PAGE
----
David Cameron secured a deal for reformed EU membership of the UK. The British PM presented the document to Parliament and made the case for remaining in the EU – this would launch the run-up to the referendum on 23rd June.
By Paula Martín Camargo, Editor
The European Council agreed a new settlement for the UK in the European Union which was presented by PM David Cameron to the British Parliament. Cameron announced that the Government would recommend voting to stay, and the date of the referendum -23rd June. He also warned that there wouldn’t be a second referendum – a majority against EU membership would begin the process to exit.
Graham Bishop analysed the results of the renegotiation of the UK's EU membership, and concluded that "there is now no serious impediment to the people of the United Kingdom voting decisively to stay in the European Union." He also spoke at the London School of Economics on the implications of a Brexit for the UK.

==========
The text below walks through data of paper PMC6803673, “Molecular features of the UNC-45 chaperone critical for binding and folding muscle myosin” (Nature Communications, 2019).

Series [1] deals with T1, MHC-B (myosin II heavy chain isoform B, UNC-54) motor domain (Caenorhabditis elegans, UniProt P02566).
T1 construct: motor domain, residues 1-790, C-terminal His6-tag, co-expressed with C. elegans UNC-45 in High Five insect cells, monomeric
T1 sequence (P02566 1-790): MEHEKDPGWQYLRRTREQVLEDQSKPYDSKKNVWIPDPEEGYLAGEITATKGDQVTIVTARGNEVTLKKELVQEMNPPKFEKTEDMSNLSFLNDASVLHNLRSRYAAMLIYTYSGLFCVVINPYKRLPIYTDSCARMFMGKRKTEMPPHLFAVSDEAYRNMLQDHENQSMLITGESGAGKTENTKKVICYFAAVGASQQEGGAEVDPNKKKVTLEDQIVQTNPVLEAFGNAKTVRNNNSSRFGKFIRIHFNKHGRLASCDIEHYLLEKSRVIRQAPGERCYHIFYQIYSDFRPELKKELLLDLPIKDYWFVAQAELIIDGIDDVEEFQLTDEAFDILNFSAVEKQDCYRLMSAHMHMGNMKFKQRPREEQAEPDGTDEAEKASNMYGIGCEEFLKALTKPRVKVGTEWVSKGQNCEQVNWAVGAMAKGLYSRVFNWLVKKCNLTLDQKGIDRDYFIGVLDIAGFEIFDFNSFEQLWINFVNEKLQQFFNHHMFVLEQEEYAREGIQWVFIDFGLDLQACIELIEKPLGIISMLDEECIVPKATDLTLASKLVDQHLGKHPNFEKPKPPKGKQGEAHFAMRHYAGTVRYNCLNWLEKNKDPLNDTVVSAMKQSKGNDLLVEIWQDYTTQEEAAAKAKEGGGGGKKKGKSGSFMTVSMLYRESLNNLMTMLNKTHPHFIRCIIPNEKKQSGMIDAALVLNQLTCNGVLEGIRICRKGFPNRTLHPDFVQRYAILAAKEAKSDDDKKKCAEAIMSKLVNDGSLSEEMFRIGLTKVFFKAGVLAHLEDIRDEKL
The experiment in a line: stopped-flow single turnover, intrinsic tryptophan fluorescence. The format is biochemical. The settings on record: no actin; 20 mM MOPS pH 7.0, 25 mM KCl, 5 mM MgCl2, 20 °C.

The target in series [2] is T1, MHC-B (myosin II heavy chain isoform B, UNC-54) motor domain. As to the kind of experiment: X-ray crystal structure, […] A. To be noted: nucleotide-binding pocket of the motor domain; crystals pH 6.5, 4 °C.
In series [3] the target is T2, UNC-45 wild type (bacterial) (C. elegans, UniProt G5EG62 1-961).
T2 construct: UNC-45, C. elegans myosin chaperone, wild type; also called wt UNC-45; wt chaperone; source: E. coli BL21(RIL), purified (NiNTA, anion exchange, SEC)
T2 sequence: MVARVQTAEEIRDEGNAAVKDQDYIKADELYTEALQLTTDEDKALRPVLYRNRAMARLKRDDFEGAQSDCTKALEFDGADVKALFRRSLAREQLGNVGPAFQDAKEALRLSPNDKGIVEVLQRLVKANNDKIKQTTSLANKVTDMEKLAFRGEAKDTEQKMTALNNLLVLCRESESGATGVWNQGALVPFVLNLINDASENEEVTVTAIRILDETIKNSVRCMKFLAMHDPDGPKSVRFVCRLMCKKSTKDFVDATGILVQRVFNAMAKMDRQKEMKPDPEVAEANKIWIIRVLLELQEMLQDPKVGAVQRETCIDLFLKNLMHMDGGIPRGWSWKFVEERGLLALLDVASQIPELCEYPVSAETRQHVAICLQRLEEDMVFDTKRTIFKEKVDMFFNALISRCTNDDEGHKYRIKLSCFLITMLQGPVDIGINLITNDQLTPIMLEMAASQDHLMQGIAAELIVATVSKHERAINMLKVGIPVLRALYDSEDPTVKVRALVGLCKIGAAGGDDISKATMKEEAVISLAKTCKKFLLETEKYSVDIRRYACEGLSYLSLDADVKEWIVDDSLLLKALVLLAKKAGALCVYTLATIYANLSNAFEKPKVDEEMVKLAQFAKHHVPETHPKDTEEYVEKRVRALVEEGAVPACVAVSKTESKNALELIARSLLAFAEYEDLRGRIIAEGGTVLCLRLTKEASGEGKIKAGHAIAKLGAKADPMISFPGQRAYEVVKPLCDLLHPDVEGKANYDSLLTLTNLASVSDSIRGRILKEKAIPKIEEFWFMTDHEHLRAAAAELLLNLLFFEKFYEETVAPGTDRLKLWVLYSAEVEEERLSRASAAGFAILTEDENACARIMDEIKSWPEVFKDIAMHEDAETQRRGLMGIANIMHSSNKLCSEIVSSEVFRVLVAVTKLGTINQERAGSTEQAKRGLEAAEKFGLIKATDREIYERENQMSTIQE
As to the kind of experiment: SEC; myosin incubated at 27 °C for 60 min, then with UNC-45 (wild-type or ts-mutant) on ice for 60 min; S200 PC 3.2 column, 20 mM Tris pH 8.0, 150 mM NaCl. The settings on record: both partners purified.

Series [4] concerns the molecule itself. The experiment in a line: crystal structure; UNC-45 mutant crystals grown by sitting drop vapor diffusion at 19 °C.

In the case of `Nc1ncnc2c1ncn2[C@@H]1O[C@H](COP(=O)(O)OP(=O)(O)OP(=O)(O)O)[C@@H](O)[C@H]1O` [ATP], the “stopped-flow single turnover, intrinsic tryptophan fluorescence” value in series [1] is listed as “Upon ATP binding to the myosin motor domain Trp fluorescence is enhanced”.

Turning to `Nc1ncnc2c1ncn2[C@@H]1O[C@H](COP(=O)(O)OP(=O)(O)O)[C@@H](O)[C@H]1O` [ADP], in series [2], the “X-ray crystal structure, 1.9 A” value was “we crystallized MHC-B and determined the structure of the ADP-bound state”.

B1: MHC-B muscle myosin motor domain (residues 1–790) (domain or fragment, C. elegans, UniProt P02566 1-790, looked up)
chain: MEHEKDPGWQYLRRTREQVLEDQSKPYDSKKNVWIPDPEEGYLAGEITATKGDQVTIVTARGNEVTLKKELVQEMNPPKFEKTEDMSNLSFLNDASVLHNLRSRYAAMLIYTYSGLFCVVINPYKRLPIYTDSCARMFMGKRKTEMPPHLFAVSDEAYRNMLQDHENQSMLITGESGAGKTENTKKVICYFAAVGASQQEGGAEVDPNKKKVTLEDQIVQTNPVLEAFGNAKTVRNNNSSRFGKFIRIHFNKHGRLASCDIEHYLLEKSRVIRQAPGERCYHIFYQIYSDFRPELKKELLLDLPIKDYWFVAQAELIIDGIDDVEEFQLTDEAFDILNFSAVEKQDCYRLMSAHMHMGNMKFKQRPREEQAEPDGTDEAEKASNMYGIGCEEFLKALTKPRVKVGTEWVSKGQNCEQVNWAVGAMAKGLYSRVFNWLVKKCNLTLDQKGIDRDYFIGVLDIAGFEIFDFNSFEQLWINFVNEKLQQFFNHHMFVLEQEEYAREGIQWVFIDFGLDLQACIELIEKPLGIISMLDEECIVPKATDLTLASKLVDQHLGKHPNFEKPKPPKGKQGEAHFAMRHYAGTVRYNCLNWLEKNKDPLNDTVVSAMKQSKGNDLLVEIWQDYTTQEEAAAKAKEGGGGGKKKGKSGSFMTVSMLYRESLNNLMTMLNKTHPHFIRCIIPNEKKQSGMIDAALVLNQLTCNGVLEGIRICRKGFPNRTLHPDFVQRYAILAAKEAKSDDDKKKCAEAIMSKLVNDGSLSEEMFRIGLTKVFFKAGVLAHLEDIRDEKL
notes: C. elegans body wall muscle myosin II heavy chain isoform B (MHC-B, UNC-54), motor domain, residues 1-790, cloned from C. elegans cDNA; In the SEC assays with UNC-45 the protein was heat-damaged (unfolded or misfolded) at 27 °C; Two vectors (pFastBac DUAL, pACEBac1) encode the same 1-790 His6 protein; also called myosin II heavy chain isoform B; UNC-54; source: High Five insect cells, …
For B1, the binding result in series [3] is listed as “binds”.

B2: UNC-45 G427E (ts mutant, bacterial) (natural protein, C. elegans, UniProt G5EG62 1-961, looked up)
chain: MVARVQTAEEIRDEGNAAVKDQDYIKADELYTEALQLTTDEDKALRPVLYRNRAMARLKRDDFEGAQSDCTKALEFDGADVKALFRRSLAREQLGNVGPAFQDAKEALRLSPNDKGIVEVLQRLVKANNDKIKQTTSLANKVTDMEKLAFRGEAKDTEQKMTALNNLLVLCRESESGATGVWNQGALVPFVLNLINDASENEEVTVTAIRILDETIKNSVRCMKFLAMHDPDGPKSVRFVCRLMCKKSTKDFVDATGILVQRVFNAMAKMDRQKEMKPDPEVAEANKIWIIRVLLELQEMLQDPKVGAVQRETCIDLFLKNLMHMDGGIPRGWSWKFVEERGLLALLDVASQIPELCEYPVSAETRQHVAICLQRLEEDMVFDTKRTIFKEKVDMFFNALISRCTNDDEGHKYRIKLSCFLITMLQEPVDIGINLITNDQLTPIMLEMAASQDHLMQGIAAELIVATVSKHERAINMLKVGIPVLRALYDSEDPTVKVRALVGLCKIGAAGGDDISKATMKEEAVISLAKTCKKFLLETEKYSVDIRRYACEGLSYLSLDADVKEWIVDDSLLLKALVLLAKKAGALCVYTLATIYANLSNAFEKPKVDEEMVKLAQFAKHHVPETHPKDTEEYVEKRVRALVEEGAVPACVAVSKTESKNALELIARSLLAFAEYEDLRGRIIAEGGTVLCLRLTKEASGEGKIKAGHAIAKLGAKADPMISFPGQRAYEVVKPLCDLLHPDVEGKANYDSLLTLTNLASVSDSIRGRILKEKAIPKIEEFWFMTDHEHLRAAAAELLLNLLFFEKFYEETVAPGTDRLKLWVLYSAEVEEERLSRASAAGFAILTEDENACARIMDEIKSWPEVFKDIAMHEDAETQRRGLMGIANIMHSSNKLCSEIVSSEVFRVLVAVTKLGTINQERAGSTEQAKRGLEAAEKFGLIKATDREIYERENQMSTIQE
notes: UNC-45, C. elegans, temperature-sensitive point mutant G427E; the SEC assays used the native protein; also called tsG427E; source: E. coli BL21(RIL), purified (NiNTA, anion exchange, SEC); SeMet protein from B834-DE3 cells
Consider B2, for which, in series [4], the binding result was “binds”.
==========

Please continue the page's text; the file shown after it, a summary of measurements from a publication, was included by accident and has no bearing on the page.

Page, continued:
The deal was backed by TheCityUK, the Labour Party and the Financial Times, while business leaders such as the CEOs from HSBC Holdings Plc to Goldman Sachs International wrote a letter to The Times endorsing the PM’s IN campaign. Two polls – from the Institute of Directors (IoD) and manufacturers’ trade body EEF – each found that 60 % of their members support Britain remaining in the EU. Meanwhile, a poll by the National Centre for Social Research found that a majority (60%) of the population would vote to stay.